Depending on the jurisdiction, most employees are entitled to a day off with regular pay or public holiday pay.
If an employee is required to work on Good Friday, the employee must be paid regular wages and get a substituted day off with pay at a later date, depending on the jurisdiction.
Easter Sunday, observed on March 27, 2016, is a Christian religious holiday as well as a retail holiday, in some provinces and territories. Under the authority of the Shops’ Closing Act, the Retail Business Holidays Act and other similar legislation, depending on the province or territory of employment, all shops or retail businesses, other than those defined as exempt, are required to be closed.
Easter Sunday and Monday are not public (statutory) holidays requiring the employer to give a day off with public holiday pay. However, some employers may provide such days as public holidays or allow employees to use them as floater days.
However, in Quebec, if the employer has not accommodated its employees on Good Friday with a day off with pay, employers are required to provide employees with a day off with regular pay on Easter Monday. The employer may choose which day off it prefers, the Friday or Monday. If the employee is required to work on Easter Monday and did not receive the day off on Good Friday, the employee must be paid regular wages and get a substituted day off, with pay, at a later date.
Some federally regulated companies and other employers in Canada, at their discretion, recognize Easter Monday as a holiday.
For more information and specific requirements for your jurisdiction, consult HRinfodesk.
How is Easter celebrated and observed?
Good Friday and the Easter period celebrates Jesus Christ’s death and resurrection.
Easter has been referred to as a moveable feast because it does not fall on a set date every year, as most holidays do.
Christian Western churches (Catholic and Protestant) celebrate Easter on the first Sunday following the full moon after the spring equinox on March 21. In accordance with complex calculations, Easter is observed anywhere between March 22 and April 25 every year, based on the Gregorian calendar.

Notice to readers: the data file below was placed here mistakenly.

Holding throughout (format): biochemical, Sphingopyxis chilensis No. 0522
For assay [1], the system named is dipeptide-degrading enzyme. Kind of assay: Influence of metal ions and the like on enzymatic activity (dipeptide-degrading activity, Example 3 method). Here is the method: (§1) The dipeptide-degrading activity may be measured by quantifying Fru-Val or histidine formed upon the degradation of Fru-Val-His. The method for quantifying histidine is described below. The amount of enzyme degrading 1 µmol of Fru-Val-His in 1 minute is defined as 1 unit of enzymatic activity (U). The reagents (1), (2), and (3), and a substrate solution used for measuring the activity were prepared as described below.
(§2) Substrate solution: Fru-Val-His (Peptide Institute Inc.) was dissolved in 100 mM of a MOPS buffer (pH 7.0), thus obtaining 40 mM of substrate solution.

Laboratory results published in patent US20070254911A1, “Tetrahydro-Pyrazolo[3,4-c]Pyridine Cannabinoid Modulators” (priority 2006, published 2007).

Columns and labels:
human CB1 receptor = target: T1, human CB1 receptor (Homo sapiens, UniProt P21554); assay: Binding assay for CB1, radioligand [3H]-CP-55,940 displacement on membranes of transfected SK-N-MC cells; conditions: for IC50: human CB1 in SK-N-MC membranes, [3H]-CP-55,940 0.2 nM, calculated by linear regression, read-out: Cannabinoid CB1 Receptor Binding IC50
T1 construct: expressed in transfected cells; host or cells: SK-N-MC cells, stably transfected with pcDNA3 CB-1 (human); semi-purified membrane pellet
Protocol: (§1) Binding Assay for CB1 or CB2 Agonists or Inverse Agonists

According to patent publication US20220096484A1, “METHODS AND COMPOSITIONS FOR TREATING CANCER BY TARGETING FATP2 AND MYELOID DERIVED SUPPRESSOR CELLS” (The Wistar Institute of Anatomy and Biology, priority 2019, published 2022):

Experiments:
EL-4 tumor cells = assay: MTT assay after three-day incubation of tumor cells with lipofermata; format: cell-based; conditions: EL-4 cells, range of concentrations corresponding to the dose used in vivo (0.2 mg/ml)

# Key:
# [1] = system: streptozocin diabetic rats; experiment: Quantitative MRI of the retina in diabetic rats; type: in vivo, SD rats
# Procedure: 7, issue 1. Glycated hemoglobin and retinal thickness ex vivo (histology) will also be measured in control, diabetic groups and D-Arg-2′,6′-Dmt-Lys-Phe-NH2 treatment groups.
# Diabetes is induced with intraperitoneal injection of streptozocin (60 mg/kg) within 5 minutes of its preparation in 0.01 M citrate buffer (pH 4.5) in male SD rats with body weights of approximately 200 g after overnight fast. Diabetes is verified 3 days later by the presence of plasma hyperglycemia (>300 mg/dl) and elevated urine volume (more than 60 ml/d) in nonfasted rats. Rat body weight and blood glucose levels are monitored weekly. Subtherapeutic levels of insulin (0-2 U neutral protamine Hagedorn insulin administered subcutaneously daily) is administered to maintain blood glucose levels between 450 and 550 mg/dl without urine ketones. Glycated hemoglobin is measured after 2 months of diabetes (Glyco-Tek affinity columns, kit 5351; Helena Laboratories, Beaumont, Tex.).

Christian Eastern churches (Greek, Russian, and other forms of Orthodoxy) use the same calculation to calculate when Easter will be observed, but based on the Julian calendar (where March 21 is April 3). Easter is typically celebrated a week or two after the Western churches. Thus, Orthodox Holy Friday is April 29, 2016 and Easter is celebrated on May 1, 2016.
In the Christian church, Easter is not recognized as a single day of observance.
A 40 day period leading up to Easter Sunday, named Lent, is a time of reflection and penance, and represents the 40 days that Jesus spent alone in the wilderness before starting his ministry, a time in which Christians believe he survived various temptations by the devil.
The day before Lent, known as Mardi Gras or Fat Tuesday, is a last day to indulge in food and fun before fasting begins.
The week preceding Easter is called Holy Week and includes Maundy Thursday (which commemorates Jesus’ last supper with his disciples), Good Friday (which honors the day of his crucifixion), and Holy Saturday (which focuses on the transition between the crucifixion and resurrection).
A 50 day period following Easter Sunday, named Eastertide, is a time where Jesus’ ascension into heaven is celebrated.
- The first recorded observance of Easter was during the second century, however the day was set by the Council of Nicaea in A.D. 325.
- For centuries, the church forbade Christians from eating eggs during lent, and it became a treat to resume eating them on Easter.
- The first chocolate eggs were made in Europe in the early 19th century. Cadbury Creme Eggs were first introduced in 1971, and more than 500 million are made each year.
- 90 million chocolate Easter Bunnies are produced each year. How are they eaten? 76% of people eat the ears first, 5% of people eat the feet first, 4% of people eat the tail first, and 15% eat other parts first.
Happy Easter to those who celebrate and a great long weekend for those who have the time off!
Other religious observances
Orthodox Holy Friday (April 29) is observed as a strict fast. Orthodox Christians are expected to abstain from all food and drink the entire day.
Orthodox Easter (May 1), also called Pascha, is the most important religious feast in the Orthodox Christian liturgical year.
These two days may require accommodation for Orthodox observant employees to attend services.
Passover (Pesach), a Jewish holiday, is also typically celebrated during that time. This is an 8 day holiday that commemorates the deliverance of slavery in Egypt. This year, the holiday coincides with the dates of the Orthodox church Easter holy period and begins at sundown on April 22. During these days (starting from the previous sundown), those who observe are prohibited from doing “melacha”, which translates roughly as “creative accomplishment”, and includes turning lights on or off, driving, writing, using the telephone, handling money, or using a computer. The days are spent in synagogue prayer and family meals.
Employers must accommodate Jewish employees by giving them time to leave work early to prepare for the holiday, and to take the holy days off. In the intermediate days work is permitted.